7. Colombo, Sri Lanka
The city has a sizeable expat community, tropical weather and uber-cheap housing, although if you to move to Colombo you must also be ready to experience monsoon season.
8. Phnom Penh, Cambodia
Cambodia and Tajikistan are tied as the “most corrupt” countries on this list coming in at 158 out of 180, and Phnom Penh is listed as an extreme hardship location. At the same time, Cambodia is a sweet jump-off point for exploring Southeast Asia, and it’s much cheaper to live in Phnom Penh than in any of the region’s other capital cities.
Learn what life in Cambodia is like in this video about Getting Around in Phnom Penh or check out this Tales from the Road: Cambodia.
9. Quito, Ecuador
Expat and international investor Simon Black recently blogged about reasons to consider Ecuador. Some of the benefits he mentions are quality medical care, low rental costs and excellent fresh produce. At 9,300 feet (2,835m), Quito is also the second highest administrative capital in the world.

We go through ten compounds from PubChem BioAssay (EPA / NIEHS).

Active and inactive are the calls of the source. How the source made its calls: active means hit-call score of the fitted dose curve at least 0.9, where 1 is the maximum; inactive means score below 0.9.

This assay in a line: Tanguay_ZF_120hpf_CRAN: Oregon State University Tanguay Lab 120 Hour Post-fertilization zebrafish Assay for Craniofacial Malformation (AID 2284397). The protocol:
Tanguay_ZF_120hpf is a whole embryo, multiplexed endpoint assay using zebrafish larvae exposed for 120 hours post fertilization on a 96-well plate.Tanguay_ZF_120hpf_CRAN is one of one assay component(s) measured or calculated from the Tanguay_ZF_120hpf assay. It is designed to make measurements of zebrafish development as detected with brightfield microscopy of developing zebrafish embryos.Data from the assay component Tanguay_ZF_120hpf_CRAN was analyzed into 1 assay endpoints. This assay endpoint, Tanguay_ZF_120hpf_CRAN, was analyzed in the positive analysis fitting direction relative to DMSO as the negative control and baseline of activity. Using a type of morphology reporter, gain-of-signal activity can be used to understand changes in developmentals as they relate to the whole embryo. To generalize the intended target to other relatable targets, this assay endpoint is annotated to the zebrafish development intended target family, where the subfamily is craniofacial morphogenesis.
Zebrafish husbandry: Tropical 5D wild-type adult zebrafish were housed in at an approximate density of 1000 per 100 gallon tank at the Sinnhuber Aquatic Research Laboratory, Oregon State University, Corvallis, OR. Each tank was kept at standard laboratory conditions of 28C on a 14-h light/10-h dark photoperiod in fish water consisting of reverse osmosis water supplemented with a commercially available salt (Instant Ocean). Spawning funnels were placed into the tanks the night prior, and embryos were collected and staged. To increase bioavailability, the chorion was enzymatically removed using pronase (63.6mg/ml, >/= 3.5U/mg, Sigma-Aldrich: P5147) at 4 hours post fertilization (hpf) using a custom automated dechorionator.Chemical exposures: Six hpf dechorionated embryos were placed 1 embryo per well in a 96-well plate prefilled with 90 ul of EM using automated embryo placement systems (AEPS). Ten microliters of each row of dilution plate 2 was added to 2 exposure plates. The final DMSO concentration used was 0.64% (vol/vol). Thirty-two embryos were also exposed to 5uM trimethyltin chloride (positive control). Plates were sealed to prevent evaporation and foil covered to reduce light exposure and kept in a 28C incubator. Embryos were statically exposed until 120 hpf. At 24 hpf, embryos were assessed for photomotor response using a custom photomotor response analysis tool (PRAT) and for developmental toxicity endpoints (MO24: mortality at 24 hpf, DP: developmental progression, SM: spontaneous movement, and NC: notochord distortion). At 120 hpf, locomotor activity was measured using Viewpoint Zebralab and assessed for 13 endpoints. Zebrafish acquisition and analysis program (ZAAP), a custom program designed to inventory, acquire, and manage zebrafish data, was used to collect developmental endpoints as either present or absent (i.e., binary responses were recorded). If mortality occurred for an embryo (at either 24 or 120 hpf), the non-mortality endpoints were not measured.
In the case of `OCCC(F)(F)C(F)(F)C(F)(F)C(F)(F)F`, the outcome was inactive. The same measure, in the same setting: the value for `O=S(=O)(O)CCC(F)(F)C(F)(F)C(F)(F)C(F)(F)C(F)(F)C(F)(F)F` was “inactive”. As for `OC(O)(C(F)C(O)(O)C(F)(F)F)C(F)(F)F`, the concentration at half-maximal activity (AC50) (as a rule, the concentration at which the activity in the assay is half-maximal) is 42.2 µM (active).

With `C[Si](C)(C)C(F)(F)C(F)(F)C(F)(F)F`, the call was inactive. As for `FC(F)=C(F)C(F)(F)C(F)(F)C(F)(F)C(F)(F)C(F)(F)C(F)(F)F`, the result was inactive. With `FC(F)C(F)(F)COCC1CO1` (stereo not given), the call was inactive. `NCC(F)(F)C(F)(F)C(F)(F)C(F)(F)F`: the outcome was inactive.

On the downside, the country is far from politically stable and alcohol can be expensive. In Simon Black’s words, “Ecuador is great for retirees, hermits, nomads, and internationalists. It’s terrible for hedonists.” It also scores quite poorly on the corruption index – 146 out of 180.
10. Karachi, Pakistan
Most often featured in the international news as the site of political protests or sectarian violence, Karachi is Pakistan’s most cosmopolitan city. It’s probably the only place in this officially “dry” country where you can attend an all night rave on the beach. Karachi is a major business center, has some top quality hospitals and international schools and is home to a dynamic arts scene.
Some expats positions in Karachi require employees to travel with an armed guard, although that is far from the norm for foreigners in Pakistan. If you’re interested in learning more about living in Pakistan, you can check out What NOT to Do in Pakistan and Tales from the Frontier of Expat Life: A Memsahib in Pakistan.
Out of these 10 international cities, which ones would you consider living in?
If you’re interested in moving to one of these cities but aren’t quite sure what you would do to pay the rent, check out 10 Tips for Becoming a Location Independent Professional and How to Decide if You’re Ready to Work Remotely.